Plenty went wrong for the Buffalo Bills in Sunday's 20-13 loss to the Indianapolis Colts, particularly offensively and on special teams. Ryan Fitzpatrick had perhaps his worst performance of the season, and the Bills allowed a return touchdown for a second straight game in defeat.
The poor work in those two phases undid solid work from the team's defense; they held the Colts to just 13 points on offense, sacked Andrew Luck four times (three of those provided by Mario Williams), and did more than enough to keep the team within striking distance despite the other issues present. Yet when push came to shove, the defense couldn't overcome one issue that helped Indianapolis seal a win: they were terrible on third down.
Buffalo was especially bad in third and long (i.e. eight or more yards to gain) situations, allowing the Colts to convert 6-of-10 opportunities. Luck completed 4-of-7 passes for 61 yards and a touchdown on 3rd & 8 or longer, and also had a 14-yard scramble to convert another such play. Indianapolis also converted a third and long late in the game when rookie cornerback Stephon Gilmore was flagged for pass interference; that play effectively put the game on ice.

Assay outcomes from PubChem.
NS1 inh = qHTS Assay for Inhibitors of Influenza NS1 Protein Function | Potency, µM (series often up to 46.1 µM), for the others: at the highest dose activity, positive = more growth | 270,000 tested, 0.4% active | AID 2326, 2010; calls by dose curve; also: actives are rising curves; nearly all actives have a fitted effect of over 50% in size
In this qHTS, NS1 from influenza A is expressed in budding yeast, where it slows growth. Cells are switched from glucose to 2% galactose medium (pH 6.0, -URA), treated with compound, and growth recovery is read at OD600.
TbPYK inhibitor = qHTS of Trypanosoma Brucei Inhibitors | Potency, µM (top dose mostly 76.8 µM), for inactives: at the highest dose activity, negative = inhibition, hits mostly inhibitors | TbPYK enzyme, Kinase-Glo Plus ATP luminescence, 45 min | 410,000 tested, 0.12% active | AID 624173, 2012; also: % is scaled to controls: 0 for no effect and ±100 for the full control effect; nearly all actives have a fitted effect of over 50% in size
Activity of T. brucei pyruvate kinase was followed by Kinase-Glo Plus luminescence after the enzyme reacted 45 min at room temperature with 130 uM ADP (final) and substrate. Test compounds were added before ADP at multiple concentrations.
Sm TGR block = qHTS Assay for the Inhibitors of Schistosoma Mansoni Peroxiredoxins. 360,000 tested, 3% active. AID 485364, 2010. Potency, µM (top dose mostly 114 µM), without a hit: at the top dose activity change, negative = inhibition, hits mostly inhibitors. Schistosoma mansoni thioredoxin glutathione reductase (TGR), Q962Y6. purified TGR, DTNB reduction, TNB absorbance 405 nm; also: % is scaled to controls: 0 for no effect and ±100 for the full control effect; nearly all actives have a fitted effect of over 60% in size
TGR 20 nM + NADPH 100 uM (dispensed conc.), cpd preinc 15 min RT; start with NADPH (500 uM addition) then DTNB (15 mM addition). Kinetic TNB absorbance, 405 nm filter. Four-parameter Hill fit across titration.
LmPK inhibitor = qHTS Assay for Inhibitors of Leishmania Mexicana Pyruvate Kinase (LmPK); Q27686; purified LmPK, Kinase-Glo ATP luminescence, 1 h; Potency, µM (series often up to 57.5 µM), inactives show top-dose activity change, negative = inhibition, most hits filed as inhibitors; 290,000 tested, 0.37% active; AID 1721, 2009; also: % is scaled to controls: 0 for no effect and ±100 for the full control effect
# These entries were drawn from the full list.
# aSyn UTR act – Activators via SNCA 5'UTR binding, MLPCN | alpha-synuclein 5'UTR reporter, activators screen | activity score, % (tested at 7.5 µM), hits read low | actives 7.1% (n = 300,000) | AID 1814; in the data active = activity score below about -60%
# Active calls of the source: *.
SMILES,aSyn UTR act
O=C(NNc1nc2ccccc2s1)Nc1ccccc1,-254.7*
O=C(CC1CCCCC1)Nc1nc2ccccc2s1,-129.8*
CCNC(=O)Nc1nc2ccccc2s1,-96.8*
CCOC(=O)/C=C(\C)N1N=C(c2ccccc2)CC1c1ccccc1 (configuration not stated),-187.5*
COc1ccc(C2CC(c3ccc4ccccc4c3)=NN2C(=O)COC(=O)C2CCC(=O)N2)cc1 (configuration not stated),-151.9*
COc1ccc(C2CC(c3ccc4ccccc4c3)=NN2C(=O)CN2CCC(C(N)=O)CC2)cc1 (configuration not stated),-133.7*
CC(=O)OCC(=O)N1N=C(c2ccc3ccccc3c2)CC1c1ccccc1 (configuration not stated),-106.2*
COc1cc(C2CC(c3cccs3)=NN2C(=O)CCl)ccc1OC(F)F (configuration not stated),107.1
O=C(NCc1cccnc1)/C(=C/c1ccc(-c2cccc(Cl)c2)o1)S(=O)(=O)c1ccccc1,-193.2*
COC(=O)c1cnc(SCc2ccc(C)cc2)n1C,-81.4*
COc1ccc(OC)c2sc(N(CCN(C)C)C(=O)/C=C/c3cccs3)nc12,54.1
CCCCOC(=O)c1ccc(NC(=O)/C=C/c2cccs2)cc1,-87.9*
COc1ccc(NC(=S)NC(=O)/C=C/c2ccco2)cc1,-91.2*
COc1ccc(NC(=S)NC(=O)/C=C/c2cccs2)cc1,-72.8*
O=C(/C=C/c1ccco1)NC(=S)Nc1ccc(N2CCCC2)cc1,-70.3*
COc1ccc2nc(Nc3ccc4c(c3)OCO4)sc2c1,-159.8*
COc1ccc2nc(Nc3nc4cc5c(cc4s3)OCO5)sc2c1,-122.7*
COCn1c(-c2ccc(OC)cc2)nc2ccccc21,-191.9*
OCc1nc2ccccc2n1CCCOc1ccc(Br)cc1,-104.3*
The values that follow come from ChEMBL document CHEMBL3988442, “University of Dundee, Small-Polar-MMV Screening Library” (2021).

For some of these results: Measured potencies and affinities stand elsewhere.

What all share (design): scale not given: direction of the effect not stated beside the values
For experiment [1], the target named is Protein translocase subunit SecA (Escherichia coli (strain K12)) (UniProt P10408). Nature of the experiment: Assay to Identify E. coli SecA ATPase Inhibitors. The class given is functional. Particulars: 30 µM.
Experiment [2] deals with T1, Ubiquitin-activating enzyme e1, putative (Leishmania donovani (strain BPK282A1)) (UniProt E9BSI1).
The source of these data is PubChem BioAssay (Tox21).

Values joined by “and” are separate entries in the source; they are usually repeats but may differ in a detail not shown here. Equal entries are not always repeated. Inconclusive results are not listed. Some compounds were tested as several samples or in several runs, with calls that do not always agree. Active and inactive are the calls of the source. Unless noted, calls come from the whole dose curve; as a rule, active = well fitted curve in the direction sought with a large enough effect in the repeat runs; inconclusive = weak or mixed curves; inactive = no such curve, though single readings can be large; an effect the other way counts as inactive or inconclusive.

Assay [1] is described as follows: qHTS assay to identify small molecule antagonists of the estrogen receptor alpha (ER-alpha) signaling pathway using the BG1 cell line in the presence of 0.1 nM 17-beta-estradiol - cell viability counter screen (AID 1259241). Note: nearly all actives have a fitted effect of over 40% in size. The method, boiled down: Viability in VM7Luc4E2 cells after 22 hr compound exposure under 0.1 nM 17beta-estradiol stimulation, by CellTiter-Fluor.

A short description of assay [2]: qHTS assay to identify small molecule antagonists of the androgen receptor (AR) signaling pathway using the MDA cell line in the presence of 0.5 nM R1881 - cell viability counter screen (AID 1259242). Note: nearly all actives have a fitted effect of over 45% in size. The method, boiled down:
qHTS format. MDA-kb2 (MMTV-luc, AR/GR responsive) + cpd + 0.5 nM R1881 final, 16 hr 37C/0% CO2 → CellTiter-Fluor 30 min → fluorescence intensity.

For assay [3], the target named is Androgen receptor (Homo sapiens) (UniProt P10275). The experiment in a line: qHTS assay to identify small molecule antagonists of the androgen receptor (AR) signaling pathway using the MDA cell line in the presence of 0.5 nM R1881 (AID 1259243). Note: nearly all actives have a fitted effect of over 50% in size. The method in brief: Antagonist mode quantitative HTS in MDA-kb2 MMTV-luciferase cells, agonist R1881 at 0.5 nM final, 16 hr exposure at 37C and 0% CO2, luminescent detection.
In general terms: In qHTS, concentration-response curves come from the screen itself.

Indianapolis got first downs on the following third and long distances: 11, 11, 8, 17, 8 and 10 yards. They were 4-of-7 on 3rd & 10 or longer. Unless Mario Williams was making a play (two of his three sacks came on third and long), the Bills were pretty close to a sure bet to give up a first down on a down and distance where it's completely imperative that they get off the field.
It's easy to point at Buffalo's recent successes on defense and point out that there has been substantial improvement from a unit that was historically bad during the first half of the season. Buffalo held Houston, Miami and Indianapolis to a combined 41 points, and even a 37-point outburst by New England in Week 10 was the lowest yardage total of the season for the league's top-rated offense.
But clearly, the defense is still springing leaks at the most inopportune times. Dave Wannstedt and company still have plenty to clean up (and more consistency to achieve) before the resurgent unit can truly be considered good.